There are people right now at the Darlington hearing who are trying to convince Ontarians that it is better to use carbon-heavy gas to power Toronto. They are trying to make their case by pretending that wind and solar energy, which are intermittent and unreliable, are capable of bringing the quarter-ton of water to every Toronto resident every day. Don’t believe them. They don’t believe it themselves. None of them would get into a high rise elevator if they knew it was powered only with wind and solar.

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10 years ago

That helps put things in perspective. I like the Ted Talk at one point after going on about how great the washing machine was for women he explains that he often asks his classes full of environmentalists “How many of you doesn’t use a car? And some of them proudly raise their hand. And then I put the really tough question. How many of you hand wash your jeans and your bed sheets and no one raised their hand. Even the hard core in the green movement use washing machines.”

10 years ago

That’s a great TED talk.

In general people are unaware of the amount of energy they use.

To make matters worse, they’re unaware of the different sources of electricity and their limitations (and costs).

With this lack of information, people can become inflicted with “renewable-itis”. The only cure is to take a physics pill.

This can be done in school form. But learning about energy by reading up on it can work too. A great starting place is to learn about the units of energy and work (calories and so forth).


James Greenidge
10 years ago

This super article is a prime nugget for a nuclear education PSA! Should we pass a hat to do it since the nuclear industry and nuclear professional organizations aren’t going to drop a dime to do such outside of slapping themselves on the backs with nuclear convention awards? Like I say, fire all nuclear PR offices — totally clean house — and start afresh with gung-ho creative crews!

James Greenidge
Queens NY

10 years ago

“You need an external source of energy”

So you propose using a base load power supply to provide energy into a storable product? That seems… dumb.

As I write this there’s about six months of Canada’s total electrical power use sitting backed up behind the dams in northern Quebec, and some similarly large fraction in Lake Winnipeg.

“But those other ways are very, very few: two in fact. They are coal and natural gas”

Ahh, the fallacy of the excluded middle… again. Steve continues to promote this false dichotomy in spite of being repeatedly presented ample counter evidence.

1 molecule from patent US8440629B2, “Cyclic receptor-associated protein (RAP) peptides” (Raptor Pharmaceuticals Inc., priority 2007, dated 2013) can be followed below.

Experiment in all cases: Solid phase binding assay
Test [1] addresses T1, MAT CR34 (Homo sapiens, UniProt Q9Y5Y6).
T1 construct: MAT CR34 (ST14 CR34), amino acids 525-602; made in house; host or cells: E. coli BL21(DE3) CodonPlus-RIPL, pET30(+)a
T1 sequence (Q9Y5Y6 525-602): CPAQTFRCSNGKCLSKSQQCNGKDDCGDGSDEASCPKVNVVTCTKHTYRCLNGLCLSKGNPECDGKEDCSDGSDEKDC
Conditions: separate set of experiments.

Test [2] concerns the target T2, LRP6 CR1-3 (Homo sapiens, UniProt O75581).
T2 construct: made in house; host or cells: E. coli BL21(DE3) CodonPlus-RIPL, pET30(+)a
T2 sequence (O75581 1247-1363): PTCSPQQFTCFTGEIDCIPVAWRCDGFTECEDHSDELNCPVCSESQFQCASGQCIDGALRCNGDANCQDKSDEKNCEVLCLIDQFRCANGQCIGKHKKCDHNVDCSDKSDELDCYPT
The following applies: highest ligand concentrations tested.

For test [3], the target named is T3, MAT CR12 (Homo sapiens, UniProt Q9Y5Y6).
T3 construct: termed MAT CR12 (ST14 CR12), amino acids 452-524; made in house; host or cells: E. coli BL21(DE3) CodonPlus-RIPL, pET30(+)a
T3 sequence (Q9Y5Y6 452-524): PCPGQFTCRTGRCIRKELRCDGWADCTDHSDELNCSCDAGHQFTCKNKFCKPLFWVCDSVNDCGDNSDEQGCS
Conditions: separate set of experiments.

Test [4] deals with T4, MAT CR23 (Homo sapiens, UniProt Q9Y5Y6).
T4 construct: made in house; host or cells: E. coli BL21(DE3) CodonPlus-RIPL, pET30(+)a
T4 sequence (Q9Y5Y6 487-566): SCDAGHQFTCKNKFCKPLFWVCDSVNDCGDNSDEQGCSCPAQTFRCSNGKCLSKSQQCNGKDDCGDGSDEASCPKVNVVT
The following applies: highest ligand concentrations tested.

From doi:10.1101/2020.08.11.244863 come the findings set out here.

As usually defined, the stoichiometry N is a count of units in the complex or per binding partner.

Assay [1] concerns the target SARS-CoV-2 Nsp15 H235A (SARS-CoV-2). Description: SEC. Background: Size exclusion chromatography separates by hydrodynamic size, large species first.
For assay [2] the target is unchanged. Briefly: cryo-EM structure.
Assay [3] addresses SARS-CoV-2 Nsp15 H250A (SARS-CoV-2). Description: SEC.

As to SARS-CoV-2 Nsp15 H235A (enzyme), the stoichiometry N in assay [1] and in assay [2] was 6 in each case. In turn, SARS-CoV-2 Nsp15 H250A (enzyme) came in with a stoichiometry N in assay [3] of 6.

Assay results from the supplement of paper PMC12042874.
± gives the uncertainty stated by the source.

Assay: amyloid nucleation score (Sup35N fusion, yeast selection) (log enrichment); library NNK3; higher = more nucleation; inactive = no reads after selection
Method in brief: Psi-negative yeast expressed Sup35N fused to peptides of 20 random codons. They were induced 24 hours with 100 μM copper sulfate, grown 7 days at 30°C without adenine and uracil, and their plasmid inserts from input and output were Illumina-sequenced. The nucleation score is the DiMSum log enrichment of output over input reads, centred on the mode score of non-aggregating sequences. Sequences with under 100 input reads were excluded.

In Ontario there are 20 GW of undeveloped hydro(1), 7 GW in PV on empty commercial rooftops(2), about 50 GW of wind of which we have about 10 GW developed(3). If you add that up and multiply by the capacity factor, that’s more than all the power we use. So no, coal and gas are not the only power systems available.

At this point Steve traditionally replies with an argument about capacity factors and dispatch… again.

However, as has also been pointed out, the current build-out of gas plants is actually to fix the dispatch problem with nuclear, not renewables. Peak load is a little under 2x base load, which the nukes have no ability to address.

This claim also includes the inherent political boundary-drawing issue unique to Canada – there’s already enough power developed in Quebec and Manitoba to feed all our supply, available for the taking by building a wire.(4) That wire would be HVDC, a Canadian invention no less(5). In case you’re wondering, a 768kWdc line would burn about 5% of the power when run all the way from James Bay.(6)

The fact that energy is still in the hands of the provincial governments and not the private sector is the only reason this problem even exists in the first place. Ontario’s grandiose plans to become a major worldwide player in nuclear allowed it to gather about $10 billion in funds(7) from the rest of the country to dump into AECL and then buy it ourselves as the lead customer. And people complain about FIT?

Now that that particular financial black hole is being disassembled, I’m all ears on how one makes the financial argument for fission in Ontario these days. We have our choice of giving those $30 billion to the French or US, because we can’t possibly think about giving only a tiny fraction of that to Quebec, our fellow countrymen?

Vive la différence!

1) http://www.owa.ca/assets/files/links/Waterpower_Potential_Nov2005.pdf
2) http://www.sciencedirect.com/science/article/pii/S0198971510000025
3) http://www.uwig.org/OPA-Report-200610-1.pdf
4) http://www.siemens.com/press/pool/de/events/2011/energy/2011-09-mallorca/factsheet-hvdc-e.pdf – losses for
5) http://www.ieeeghn.org/wiki/index.php/Milestones:Nelson_River_HVDC_Transmission_System,_1972
6) http://www.energy.siemens.com/hq/en/power-transmission/hvdc/hvdc-ultra/#content=Benefits
7) http://www.nrcan.gc.ca/media-room/news-release/2011/57b2/1593